Need a perfect paper? Place your first order and save 5% with this code:   SAVE5NOW

Human Development Theories Related to the Early Childhood Stage

Child development theories offer a quality explanation of different changes children undergo while growing throughout childhood. The development theories focus on all aspects of growth, which are emotional, social, and cognitive development. Child development does start from birth until adulthood, and it is essential to understand the changes they undergo and how they should enforce them to enable children to develop quality. Developmental theories are essential because they offer a quality framework that enhances critical thinking concerning human growth and learning. Thus, having quality knowledge about child development is necessary because it enables understanding the emotional, cognitive, social, physical, and educational growth children undergo from birth to their early adulthood. Therefore, this research will focus on analyzing different human developmental theories that offer quality elaboration about early childhood development and assessing how historical, cultural, and local factors impact issues related to human development.

The first theory is the psychosexual developmental theory which Sigmund Freud coined. From different analyses, he postulated that their unconscious desires and experiences usually influence children’s behavior in adulthood during childhood (Kail & Cavanaugh, 2018). The theory dictates that conflicts arise in every stage of childhood development and can have a lifelong impact on the behavior and personality of an individual. From this theory, child developments occur in different stages aligned with various bodily pleasure areas. When a child is in every stage, he can encounter conflict, which is vital in the developmental process. Thus, a child failing to progress to a given stage can lead to future fixation, influencing adulthood behavior (Kail & Cavanaugh, 2018). As a result of this theory, some local factors, like caregivers being too demanding to children during toilet training to learning how to control their bowel movements before they are ready, can influence the behavior of the child when they are adults because they will want to impose extreme cleanliness and order in their environment. It indicates that when conflict at a given stage is not resolved, it affects the behavior of the one in adulthood.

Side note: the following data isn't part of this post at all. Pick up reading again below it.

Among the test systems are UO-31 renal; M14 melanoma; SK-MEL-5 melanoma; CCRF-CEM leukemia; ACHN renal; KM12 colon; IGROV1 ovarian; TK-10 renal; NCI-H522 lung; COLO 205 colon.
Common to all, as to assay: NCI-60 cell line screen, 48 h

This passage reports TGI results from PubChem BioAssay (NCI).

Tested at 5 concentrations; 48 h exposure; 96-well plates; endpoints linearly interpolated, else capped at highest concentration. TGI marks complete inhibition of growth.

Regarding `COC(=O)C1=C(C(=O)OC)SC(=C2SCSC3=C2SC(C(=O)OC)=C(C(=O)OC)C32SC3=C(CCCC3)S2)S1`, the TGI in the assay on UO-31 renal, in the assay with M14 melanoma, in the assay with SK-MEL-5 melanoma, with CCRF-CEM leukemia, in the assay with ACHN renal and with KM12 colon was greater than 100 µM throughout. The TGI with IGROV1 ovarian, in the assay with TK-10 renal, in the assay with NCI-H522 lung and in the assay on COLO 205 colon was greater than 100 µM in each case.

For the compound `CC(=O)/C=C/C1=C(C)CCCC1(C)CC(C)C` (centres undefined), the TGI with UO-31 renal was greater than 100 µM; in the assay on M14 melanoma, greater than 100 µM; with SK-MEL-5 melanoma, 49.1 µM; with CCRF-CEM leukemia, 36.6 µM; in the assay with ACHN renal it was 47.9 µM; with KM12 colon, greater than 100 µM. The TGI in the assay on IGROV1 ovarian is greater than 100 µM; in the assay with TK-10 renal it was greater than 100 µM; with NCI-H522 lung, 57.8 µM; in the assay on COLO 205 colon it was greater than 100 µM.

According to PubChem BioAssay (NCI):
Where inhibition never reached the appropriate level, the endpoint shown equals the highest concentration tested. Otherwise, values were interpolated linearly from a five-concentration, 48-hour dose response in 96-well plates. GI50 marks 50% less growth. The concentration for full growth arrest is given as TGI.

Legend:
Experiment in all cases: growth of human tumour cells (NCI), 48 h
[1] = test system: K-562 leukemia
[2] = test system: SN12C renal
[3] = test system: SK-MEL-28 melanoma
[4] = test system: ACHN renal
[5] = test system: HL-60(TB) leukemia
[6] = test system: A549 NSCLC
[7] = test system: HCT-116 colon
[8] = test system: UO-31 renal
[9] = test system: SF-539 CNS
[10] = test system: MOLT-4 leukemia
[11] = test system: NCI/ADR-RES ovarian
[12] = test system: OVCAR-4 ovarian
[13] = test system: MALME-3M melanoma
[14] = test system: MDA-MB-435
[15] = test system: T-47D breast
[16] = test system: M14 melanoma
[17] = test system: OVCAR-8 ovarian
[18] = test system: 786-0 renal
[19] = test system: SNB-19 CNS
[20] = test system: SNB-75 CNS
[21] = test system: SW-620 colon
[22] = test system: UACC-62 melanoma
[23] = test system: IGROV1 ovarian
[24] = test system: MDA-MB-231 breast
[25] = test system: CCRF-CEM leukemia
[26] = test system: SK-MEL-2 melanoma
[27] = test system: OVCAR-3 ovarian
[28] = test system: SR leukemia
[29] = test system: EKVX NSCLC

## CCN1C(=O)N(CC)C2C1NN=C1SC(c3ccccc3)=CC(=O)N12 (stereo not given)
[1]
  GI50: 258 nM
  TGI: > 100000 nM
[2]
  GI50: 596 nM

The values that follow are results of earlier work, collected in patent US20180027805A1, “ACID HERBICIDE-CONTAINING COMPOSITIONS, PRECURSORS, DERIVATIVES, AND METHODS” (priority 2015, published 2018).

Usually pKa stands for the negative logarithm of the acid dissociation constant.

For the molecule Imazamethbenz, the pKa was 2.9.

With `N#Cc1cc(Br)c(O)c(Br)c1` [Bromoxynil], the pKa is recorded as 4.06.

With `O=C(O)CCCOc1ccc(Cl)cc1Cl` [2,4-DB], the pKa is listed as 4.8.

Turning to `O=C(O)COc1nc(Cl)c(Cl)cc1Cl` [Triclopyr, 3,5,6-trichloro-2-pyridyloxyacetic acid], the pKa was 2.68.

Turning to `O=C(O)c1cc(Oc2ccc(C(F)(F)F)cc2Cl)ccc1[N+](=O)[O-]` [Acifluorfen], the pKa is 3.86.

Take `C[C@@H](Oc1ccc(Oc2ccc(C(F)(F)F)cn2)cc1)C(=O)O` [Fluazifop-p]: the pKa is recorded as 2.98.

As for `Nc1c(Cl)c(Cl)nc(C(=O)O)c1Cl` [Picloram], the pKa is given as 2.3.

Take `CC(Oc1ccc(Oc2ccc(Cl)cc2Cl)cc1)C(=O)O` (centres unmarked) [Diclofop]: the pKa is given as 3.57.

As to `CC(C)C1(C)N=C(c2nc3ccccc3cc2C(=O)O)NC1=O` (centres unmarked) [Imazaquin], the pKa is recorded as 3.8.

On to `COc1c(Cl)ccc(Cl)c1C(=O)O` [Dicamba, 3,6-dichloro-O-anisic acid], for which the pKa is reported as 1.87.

Consequently, the psychosocial developmental theory by Erikson presents eight stages a child undergoes when developing till adulthood. It elaborates on the change and growth that occurs throughout life. Also, it focuses on the different conflicts and social interactions that occur in the different stages of the developmental process. This school of thought believes that experiences and social interactions have a quality role in the behaviors one will exhibit in the future (Saracho, 2023). It also focuses on the quality development that occurs in the whole lifespan, and children and adults encounter various crises that play a role in the turning point in their life. When a child gains the capacity to manage the challenges he encounters at every stage of development, it will result in lifelong psychological stability. According to this school of thought, cultural factors like undermining children and not giving them the capacity to do things independently can deteriorate their psychological virtue (Saracho, 2023). The child will not have quality autonomy when growing up in such a culture, which will make the child develop the notion of doubt and shame. As a result, it will impact his development by making him an individual who lacks confidence in their capabilities and always doubts themselves when allowed to do something.